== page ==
5:30 to 6:30AM
Research shows that working out first thing in the morning – specifically before breakfast – jump starts the metabolism, boosting energy and burning fat for the rest of the day.
7:15 to 8:30AM
It’s recommended you eat breakfast as early as possible – optimally within an hour of waking up – to set your metabolism and avoid hunger pangs later in the day.
A study that looked at over 500 million Tweets found that early morning Tweets tended to be happier and more positive, so start your day with Twitter if you want a jolt of inspiration.
Get a haircut
8 to 9AM
Industry insiders say that hairdressers are far less stressed or rushed first thing in the morning, so you’ll get more time and attention to detail if you schedule a morning cut!
Energy levels come in part from secretion of the stress hormone cortisol, and since that naturally peaks between 8 and 9AM, you don’t really need that first cup of Joe before 9:30.
Take a break
Most people are mentally sharpest and freshest when they first wake up, with mental resources fading as the day goes on. Therefore, studies show that a quick break from work mid-morning helps reset your clarity and focus.
Lunchtime is usually at noon for a reason, as nutritional experts recommend you eat your midday meal no more than 4.5 hours after your breakfast to avoid hunger spikes.
Make important decisions
A Columbia Business School study found that people felt more refreshed and had higher energy levels after eating, which contributed to better decisions.
Take a nap
Between 2 and 3PM
A post-lunch siesta for 10-30 minutes during the early to mid-afternoon helps you charge through the rest of the day without interfering with your night’s sleep.
Hold a meeting
Tuesday at 3PM
A comprehensive study by an online scheduling service revealed that Tuesdays at 3PM are the best time to hold team or company meetings. Not only is that the time most people are usually available, but it let’s people prepare and be in “work mode” from a day’s momentum. Meanwhile, Monday mornings and early in the morning are the worst times to hold a meeting!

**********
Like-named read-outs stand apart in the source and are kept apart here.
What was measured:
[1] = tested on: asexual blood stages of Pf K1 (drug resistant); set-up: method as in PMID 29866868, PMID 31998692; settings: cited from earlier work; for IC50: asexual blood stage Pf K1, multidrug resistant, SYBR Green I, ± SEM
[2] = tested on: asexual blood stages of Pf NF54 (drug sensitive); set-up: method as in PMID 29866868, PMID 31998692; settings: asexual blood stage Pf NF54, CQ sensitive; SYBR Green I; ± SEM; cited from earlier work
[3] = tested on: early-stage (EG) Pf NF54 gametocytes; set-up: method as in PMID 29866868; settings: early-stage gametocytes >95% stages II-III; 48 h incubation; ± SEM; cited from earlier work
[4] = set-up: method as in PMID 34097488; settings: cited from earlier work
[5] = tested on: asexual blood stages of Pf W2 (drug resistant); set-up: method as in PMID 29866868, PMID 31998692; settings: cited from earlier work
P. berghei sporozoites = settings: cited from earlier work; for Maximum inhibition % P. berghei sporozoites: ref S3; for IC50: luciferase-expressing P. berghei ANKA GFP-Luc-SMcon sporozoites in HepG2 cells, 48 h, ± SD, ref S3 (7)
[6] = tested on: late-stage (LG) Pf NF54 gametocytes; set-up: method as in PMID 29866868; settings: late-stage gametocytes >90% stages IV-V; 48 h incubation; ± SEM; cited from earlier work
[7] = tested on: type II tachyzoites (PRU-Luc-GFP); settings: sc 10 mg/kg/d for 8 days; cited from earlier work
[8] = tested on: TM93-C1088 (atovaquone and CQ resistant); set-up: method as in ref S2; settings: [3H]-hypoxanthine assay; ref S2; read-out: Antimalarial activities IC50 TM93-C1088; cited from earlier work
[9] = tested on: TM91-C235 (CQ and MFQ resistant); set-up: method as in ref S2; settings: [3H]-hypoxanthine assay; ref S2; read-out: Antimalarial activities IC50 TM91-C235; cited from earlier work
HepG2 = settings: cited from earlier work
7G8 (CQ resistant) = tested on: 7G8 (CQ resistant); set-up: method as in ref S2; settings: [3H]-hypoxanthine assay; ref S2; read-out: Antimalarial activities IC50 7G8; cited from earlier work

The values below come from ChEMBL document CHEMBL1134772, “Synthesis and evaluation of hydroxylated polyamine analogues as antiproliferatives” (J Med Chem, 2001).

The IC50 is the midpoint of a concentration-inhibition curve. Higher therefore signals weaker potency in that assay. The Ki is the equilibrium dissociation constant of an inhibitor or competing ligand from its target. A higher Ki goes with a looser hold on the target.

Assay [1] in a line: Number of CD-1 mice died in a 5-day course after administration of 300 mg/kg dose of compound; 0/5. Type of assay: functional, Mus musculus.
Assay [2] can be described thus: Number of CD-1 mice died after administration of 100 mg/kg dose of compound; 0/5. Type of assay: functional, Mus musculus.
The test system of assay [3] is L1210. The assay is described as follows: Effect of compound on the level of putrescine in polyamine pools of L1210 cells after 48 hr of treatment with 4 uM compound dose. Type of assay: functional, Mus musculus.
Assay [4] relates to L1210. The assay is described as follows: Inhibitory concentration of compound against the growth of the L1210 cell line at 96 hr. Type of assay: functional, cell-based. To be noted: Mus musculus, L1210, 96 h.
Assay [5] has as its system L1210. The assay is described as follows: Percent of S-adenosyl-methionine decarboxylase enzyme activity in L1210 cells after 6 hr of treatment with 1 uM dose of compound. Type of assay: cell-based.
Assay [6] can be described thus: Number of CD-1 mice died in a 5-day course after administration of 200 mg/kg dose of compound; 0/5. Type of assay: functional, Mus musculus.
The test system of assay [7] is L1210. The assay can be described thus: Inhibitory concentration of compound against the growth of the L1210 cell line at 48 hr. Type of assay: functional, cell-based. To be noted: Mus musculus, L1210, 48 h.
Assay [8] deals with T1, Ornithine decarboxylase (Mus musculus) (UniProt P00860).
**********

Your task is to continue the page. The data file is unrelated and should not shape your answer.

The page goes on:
5 to 6PM
Believe it or not, our minds are more creative when we’re tired at the end of our workday. While logical and focused thinking should be done in the morning, subjective and creative brainstorming is best when you’re fatigued.
Nutritionists and health experts recommend eating dinner no later than 7PM and at least 3 hours before going to bed.
7 to 8PM
Grocery stores are far less crowded on weekday evenings so you can get in and get out quickly, and you’re also more likely to find deals and lower adjusted pricing.
Post Facebook updates
Surveys show that people have more time to read and respond to Facebook posts that are made later in the day after the workday and dinner. However, the down side of late social media posts is that there’s less likely to be sharing and action, like clicking to buy something.
Take a shower
Your body temperature drops after taking a warm shower, which naturally makes you drowsy – perfect before hitting the sack at night.
Read and retain information
Psychologists have found that reading and studying information you want to retain is most effective at this time of night.
Go to sleep
10PM, 11:30PM, or 1AM
Each person’s sleep cycle is a little different, but most people need 7-9 hours of sleep and go through 90-minute sleep cycles, yielding these optimal bed times.
Send an email that actually gets read
We’re often hesitant to send emails on the weekends because we think no one is working or checking email, but research shows that’s actually the best time because inboxes are clogged so there is far less competition.
Send an email that garners a response
Between 6AM and 7AM
Writing and sending off your important emails that deserve a reply early in the morning will result in a 45% response rate according to various studies – the highest rate of any time.